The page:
The book is written more as a stream-of-consciousness collection of “nonreligious thoughts on Christian spirituality” (that’s the book’s subtitle), but the movie creates an adapted narrative.
The movie was in Tyler last week only; it moved out of the theater Friday, but I still wanted to let you know about it. Relevant Magazine called the book’s author “the voice of a generation,” so this may be a good DVD to keep an eye out for.
In the movie, Donald Miller (named after the book’s author) leaves his hometown in Texas after he discovers his mom is having an affair with the married church youth minister. He heads to Oregon to attend Reed College, where most of the students have no use for God. He hides (loses? ignores?) his faith to fit in there. The rest of the movie is about him finding faith for himself.
“You are OK.”
The movie conveys that same message.
To children raised in evangelical households, the “don’t watch ‘The Simpsons,’ don’t take a brain-washing philosophy class” kinds of household (like me), “Blue Like Jazz” is a sigh of relief.
“The Simpsons” makes me laugh and I can happily talk philosophy for hours (the jury’s still out on if I’ve been brainwashed). Did that mean I was losing my faith?
To have a book from someone who was raised the same way and manages to still have a deep faith says maybe the best of both worlds is possible.
In the movie, Don loves the friends he makes at Reed, even if they’re questioning everything and party and don’t go to Bible study. He really loves them — he hangs out with them and laughs with them and comforts them when they’re sad. He’s not friends with them because he’s trying to convert them, he’s friends with them because, well, he genuinely likes them.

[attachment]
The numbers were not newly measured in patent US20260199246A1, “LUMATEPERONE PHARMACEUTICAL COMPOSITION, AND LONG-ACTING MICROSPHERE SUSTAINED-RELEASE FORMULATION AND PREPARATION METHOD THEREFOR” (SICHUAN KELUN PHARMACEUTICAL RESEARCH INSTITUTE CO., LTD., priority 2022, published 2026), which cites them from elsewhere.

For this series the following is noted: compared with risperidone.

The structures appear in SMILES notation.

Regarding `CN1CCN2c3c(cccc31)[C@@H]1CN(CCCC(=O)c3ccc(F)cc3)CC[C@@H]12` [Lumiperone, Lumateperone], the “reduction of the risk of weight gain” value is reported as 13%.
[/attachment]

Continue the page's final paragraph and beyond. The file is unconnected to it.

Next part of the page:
It’s one of my favorite things about the book and the movie, the way Don and his friends love each other, even though they’re all so different.
Sometimes there are no easy answers with pretty bows. Sometimes, like jazz, it’s complicated.
“I never liked jazz music because jazz music doesn’t resolve,” Miller wrote in the book. “But I was outside the Bagdad Theater in Portland one night when I saw a man playing the saxophone. I stood there for fifteen minutes, and he never opened his eyes. After that I liked jazz music. Sometimes you have to watch somebody love something before you can love it yourself. It is as if they are showing you the way. I used to not like God because God didn’t resolve. But that was before any of this happened …
There is something beautiful about a billion stars held steady by a God who knows what He is doing. (They hang there, the stars, like notes on a page of music, free-form verse, silent mysteries swirling in the blue like jazz.)”